Second Vatican Document on Gender Expected, Even As Cardinal Admits Failure to Listen

Cardinal Giusepe Versaldi

A news report suggests that a second document on gender is being prepared by the Vatican, this time from the Congregation for the Doctrine (CDF) of the Faith, even as the cardinal behind the first document released last week acknowledged its shortcomings from a lack of dialogue.

The Catholic Herald reported that a document from the CDF that “will address Church teaching and the anthropology of the human person in the context of so-called gender theory” is in development and is expected to be published in the coming months. Such a document would have doctrinal authority which the Congregation for Catholic Education’s (CCE) Male and Female He Created Them, heavily criticized by transgender Catholics and Catholic LGBTQ advocates even as some bishops welcomed it, did not.

Cardinal Giuseppe Versaldi, the CCE’s prefect, spoke to The Catholic Herald, for a separate article, about that initial text, acknowledging some of its flaws while defending the overall project. Versaldi was clear that the document was “not a doctrinal document, . . . but rather a practical aid” that is “a ‘methodological’ document: [designed] to tell teachers how they should comport themselves with those who support these theories.” The cardinal deflected to the CDF saying it was that congregation’s responsibility to address the more abstract debate about gender.

Asked what might have been done differently or better, Versaldi responded:

“One criticism we’ve had from several different parts, even by the interested party, is that we did not listen to the people who have difficulties in this field of sexual identity. That is true: we were not, in our preparatory phase, able to hear the people directly involved. Indirectly, however, yes, [we were], because, having also given the preparation of this document into the hands of experts, we kept in mind the people who are directly interested. Therefore, in the document, although we could have been more explicit, we really recommend respect for people in difficulty, people who may suffer discrimination because of the difference they find compared to normal life in this area. And therefore, we could have done better, certainly, in this area.”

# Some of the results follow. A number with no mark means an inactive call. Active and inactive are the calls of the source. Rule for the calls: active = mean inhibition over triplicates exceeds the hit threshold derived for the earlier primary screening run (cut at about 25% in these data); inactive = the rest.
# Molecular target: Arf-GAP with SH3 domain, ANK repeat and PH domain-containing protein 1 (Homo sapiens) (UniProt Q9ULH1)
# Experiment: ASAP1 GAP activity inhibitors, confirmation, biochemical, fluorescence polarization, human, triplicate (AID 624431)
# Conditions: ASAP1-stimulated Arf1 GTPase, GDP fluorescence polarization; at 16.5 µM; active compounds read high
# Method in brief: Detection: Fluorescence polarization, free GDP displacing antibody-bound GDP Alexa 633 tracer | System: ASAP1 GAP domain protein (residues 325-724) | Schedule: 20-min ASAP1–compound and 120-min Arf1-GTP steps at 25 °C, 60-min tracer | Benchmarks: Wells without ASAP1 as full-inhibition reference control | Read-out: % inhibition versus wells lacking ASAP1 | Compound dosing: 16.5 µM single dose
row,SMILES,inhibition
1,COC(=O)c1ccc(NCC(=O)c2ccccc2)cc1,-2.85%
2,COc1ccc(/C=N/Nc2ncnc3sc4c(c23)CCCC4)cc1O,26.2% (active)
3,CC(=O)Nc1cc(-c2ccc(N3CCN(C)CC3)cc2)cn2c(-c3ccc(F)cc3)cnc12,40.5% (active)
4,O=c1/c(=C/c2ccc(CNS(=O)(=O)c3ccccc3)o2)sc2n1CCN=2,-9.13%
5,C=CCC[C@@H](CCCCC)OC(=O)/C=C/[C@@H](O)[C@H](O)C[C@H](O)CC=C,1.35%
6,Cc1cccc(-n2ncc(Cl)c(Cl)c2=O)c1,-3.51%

Commentaries, which often highlight these two critiques, have continued to be published in the week since Male and Female He Created Them was published. Fr. James Martin, SJ, wrote in America that the document is “an explicit call for dialogue, which all should welcome” for a church that “has not yet reached the destination.” Believing the Congregation for Catholic Education”seems sincere” in wanting such dialogue, Martin contributed his own thoughts, including:

“One objection to that proposition is that it ignores the real-life experience of L.G.B.T. people. In fact, the document’s primary partners for conversation seem to be philosophers, theologians and older church documents and papal statements—not biologists or scientists, not psychiatrists or psychologists, and not L.G.B.T. people and their families. If more people had been included in the dialogue, the congregation would probably find room for the now commonly held understanding that sexuality is not chosen by a person but is rather part of the way that they are created. . . The church, like the rest of society, is still learning about the complexities of human sexuality and gender. The next step, then, could be for the church to listen to responses from those that this document most directly affects: L.G.B.T. people themselves.”

Theologian David Cloutier defended the document in America, suggesting the Congregation and the discussion about LGBTQ issues in society “are like ships passing in the night.” Cloutier’s piece was his own attempt to foster dialogue, though it generally affirmed Male and Female He Created Them‘s LGBTQ-negative approach (e.g. supporting the Vatican’s distinction between respecting a person’s dignity and affirming their decisions).  He concludes by suggesting that it is is possible to respect people while not affirming their choices:

“Either affirm everything relativistically or recognize that respecting the dignity of persons can co-exist with regarding their choices as wrong and contrary to individual and social flourishing.”

Many proponents of dialogue on LGBTQ issues were more critical of the Vatican document. For responses from transgender Catholics, click here. For an initial round of LGBTQ advocates’ reactions, click here. For New Ways Ministry’s statement, click here.

Sr. Luisa Derouen, who has ministered with transgender people for two decades, commented to America:

“‘I can certainly agree with a portion of the title which calls for dialogue, and the opening paragraphs which stress the importance of listening. . .I found it quite jarring…that after those initial paragraphs there was abundant evidence that those writing this document had certainly not engaged in open, reverent, listening dialogue with transgender people. . .I have accompanied them for 20 years and I do not recognize the people I know from the harsh and dangerous description of them in this document.'”